India may approve Covid-19 vaccine that will show 50% efficiency
The Indian drug regulator has said it plans to approve COVID-19 vaccines that can provide immunity to at least 50% of the participants in phase 3 clinical trials.
With rules and regulations set by the World Health Organization and the US(United States) Food and Drug Administration. The Indian drug regulator has taken this decision.
On Monday at a virtual press conference WHO chief scientist Soumya Swaminathan stated that “Mainly 70% efficancy and above, but certainly 50% would be the percentage estimate that we would classify as an effective vaccine. It is also important how these endpoints are studied in clinical trials, because as you know around the point estimate you have confidence interval. So it is also important that the confidence intervals are not too wide and the low boundary of efficacy adjusted for confidence interval is 30%
“To ensure that COVID-19 vaccine is effective, the primary efficancy percentage for a placebo-controlled efficacy trial should be at least 50%,” The CDSCO (Central Drugs Standard Control Organization)said in its draft regulatory guidelines for vaccine development, with special consideration for covid-19 vaccine issued on Monday
According to regulator various potential primary and secondary endpoints for the vaccine to target, which are goals for measuring success of the study.
And The CDSCO has also regulated the same benchmark of 30% as the lower boundary of efficacy after accounting for confidence interval. Confidence intervals look at the probability of error in efficacy rate. It is also dependent on the size of the clinical trial.
“SARS-CoV-2 infection ( symptomatic or asymptomatic) should be evaluated as a secondary or exploratory endpoint, if not evaluated as a primary endpoint,” the regulator said.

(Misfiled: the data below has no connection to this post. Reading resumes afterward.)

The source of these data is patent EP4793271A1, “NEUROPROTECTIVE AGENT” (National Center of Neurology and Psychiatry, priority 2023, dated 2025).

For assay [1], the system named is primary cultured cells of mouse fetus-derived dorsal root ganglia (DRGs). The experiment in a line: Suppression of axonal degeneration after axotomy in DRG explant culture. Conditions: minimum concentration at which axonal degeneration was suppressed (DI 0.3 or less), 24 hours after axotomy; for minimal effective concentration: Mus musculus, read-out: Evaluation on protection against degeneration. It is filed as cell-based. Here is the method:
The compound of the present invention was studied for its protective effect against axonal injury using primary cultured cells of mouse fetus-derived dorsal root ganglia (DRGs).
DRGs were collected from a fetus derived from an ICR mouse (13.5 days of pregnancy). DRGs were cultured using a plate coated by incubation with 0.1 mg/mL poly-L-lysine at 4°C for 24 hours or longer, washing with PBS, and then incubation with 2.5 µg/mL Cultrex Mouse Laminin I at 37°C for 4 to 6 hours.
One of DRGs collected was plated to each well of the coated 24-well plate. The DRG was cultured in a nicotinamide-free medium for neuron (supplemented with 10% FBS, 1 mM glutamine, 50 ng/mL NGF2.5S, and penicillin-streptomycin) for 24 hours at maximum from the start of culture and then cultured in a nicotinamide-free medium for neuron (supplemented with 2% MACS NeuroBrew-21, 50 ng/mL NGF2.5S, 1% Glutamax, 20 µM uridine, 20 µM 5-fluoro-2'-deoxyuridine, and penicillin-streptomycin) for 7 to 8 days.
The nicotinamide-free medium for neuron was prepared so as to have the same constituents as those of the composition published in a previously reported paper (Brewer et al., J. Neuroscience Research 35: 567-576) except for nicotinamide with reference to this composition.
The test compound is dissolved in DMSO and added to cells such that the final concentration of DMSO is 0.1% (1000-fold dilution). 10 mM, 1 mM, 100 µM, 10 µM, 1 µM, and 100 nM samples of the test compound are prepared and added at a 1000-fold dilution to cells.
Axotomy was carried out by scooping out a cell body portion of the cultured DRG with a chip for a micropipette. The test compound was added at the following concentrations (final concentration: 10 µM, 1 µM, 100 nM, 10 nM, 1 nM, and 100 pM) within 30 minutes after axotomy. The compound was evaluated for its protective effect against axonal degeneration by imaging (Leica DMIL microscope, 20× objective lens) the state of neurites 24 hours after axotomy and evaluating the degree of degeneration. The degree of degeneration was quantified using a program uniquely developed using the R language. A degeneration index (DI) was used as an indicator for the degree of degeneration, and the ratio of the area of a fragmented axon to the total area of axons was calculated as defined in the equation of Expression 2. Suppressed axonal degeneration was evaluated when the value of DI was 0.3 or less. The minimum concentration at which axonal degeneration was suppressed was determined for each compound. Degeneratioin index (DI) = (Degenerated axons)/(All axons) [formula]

And Indian regulator has also cleared that people who have been infected with Covid-19 earlier should be allowed to participate in trials as long as they did not have acute Covid-19 or other acute infectious illnesses.
The regulator also said in the draft that Vaccine safety and COVID-19 outcomes in individuals with prior SARS-CoV-2 infection, which might have been asymptomatic, is also important to examine because pre-vaccination screening for prior infection may not be feasible in practice when the COVID-19 vaccine is approved and introduced in the market.
There are three vaccines undergoing human trials, with another vaccines in pre-clinical trials.
The furthest of these vaccines in human trials are Serum Institute of India’s vaccines, which was jointly developed by AstraZeneca plc and University of Oxford and is currently undergoing phase 2 and 3 trials in India.
The other two vaccines in human trials are Zydus Cadila’s and Bharat Biotech International’s.
Soon “SputnikV” vaccine Phase 3 trial will also start in India.
After appealing by vaccine manufacturers to CDSCO that India needs to have its own benchmarks for approving vaccines, something that had not been made clear so far these draft regulations was introduced for Indian Manufacturers.
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